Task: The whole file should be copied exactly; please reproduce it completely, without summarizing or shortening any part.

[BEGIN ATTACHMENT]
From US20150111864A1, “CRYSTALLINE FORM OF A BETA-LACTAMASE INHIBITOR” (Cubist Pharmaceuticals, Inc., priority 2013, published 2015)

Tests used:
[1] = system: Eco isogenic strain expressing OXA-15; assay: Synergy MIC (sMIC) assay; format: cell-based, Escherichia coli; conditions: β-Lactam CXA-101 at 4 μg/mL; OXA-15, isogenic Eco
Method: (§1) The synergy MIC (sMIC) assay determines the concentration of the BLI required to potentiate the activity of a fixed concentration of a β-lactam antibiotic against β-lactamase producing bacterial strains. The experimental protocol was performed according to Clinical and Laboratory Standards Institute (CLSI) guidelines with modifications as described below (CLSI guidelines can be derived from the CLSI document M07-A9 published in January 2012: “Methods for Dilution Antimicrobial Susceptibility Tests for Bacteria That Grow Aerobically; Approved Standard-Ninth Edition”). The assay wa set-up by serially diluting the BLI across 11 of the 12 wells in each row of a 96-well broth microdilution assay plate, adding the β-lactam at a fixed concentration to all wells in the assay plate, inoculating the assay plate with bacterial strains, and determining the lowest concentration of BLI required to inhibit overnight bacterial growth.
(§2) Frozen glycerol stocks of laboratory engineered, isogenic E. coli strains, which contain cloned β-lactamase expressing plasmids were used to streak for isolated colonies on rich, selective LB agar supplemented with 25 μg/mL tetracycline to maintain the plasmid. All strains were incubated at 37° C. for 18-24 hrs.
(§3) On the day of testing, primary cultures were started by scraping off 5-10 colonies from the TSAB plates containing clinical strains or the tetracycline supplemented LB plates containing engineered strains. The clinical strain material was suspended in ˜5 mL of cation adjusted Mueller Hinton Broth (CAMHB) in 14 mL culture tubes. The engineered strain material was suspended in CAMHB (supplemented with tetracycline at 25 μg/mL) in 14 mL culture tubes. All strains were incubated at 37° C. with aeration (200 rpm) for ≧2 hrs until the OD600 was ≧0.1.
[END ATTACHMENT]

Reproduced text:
From US20150111864A1, “CRYSTALLINE FORM OF A BETA-LACTAMASE INHIBITOR” (Cubist Pharmaceuticals, Inc., priority 2013, published 2015)

Tests used:
[1] = system: Eco isogenic strain expressing OXA-15; assay: Synergy MIC (sMIC) assay; format: cell-based, Escherichia coli; conditions: β-Lactam CXA-101 at 4 μg/mL; OXA-15, isogenic Eco
Method: (§1) The synergy MIC (sMIC) assay determines the concentration of the BLI required to potentiate the activity of a fixed concentration of a β-lactam antibiotic against β-lactamase producing bacterial strains. The experimental protocol was performed according to Clinical and Laboratory Standards Institute (CLSI) guidelines with modifications as described below (CLSI guidelines can be derived from the CLSI document M07-A9 published in January 2012: “Methods for Dilution Antimicrobial Susceptibility Tests for Bacteria That Grow Aerobically; Approved Standard-Ninth Edition”). The assay wa set-up by serially diluting the BLI across 11 of the 12 wells in each row of a 96-well broth microdilution assay plate, adding the β-lactam at a fixed concentration to all wells in the assay plate, inoculating the assay plate with bacterial strains, and determining the lowest concentration of BLI required to inhibit overnight bacterial growth.
(§2) Frozen glycerol stocks of laboratory engineered, isogenic E. coli strains, which contain cloned β-lactamase expressing plasmids were used to streak for isolated colonies on rich, selective LB agar supplemented with 25 μg/mL tetracycline to maintain the plasmid. All strains were incubated at 37° C. for 18-24 hrs.
(§3) On the day of testing, primary cultures were started by scraping off 5-10 colonies from the TSAB plates containing clinical strains or the tetracycline supplemented LB plates containing engineered strains. The clinical strain material was suspended in ˜5 mL of cation adjusted Mueller Hinton Broth (CAMHB) in 14 mL culture tubes. The engineered strain material was suspended in CAMHB (supplemented with tetracycline at 25 μg/mL) in 14 mL culture tubes. All strains were incubated at 37° C. with aeration (200 rpm) for ≧2 hrs until the OD600 was ≧0.1.